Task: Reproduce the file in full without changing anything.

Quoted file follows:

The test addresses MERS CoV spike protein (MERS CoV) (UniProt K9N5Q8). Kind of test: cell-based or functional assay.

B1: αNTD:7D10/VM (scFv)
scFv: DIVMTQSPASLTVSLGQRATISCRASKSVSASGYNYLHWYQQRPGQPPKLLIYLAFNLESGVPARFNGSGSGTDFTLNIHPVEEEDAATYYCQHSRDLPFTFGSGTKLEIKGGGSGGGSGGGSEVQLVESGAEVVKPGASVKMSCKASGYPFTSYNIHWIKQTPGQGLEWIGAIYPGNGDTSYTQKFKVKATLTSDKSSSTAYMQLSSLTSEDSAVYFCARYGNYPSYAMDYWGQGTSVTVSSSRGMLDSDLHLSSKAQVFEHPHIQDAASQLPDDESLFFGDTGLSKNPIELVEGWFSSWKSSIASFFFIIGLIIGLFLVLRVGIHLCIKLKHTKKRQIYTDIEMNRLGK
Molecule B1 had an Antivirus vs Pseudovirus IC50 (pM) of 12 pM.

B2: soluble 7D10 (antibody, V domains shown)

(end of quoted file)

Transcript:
The test addresses MERS CoV spike protein (MERS CoV) (UniProt K9N5Q8). Kind of test: cell-based or functional assay.

B1: αNTD:7D10/VM (scFv)
scFv: DIVMTQSPASLTVSLGQRATISCRASKSVSASGYNYLHWYQQRPGQPPKLLIYLAFNLESGVPARFNGSGSGTDFTLNIHPVEEEDAATYYCQHSRDLPFTFGSGTKLEIKGGGSGGGSGGGSEVQLVESGAEVVKPGASVKMSCKASGYPFTSYNIHWIKQTPGQGLEWIGAIYPGNGDTSYTQKFKVKATLTSDKSSSTAYMQLSSLTSEDSAVYFCARYGNYPSYAMDYWGQGTSVTVSSSRGMLDSDLHLSSKAQVFEHPHIQDAASQLPDDESLFFGDTGLSKNPIELVEGWFSSWKSSIASFFFIIGLIIGLFLVLRVGIHLCIKLKHTKKRQIYTDIEMNRLGK
Molecule B1 had an Antivirus vs Pseudovirus IC50 (pM) of 12 pM.

B2: soluble 7D10 (antibody, V domains shown)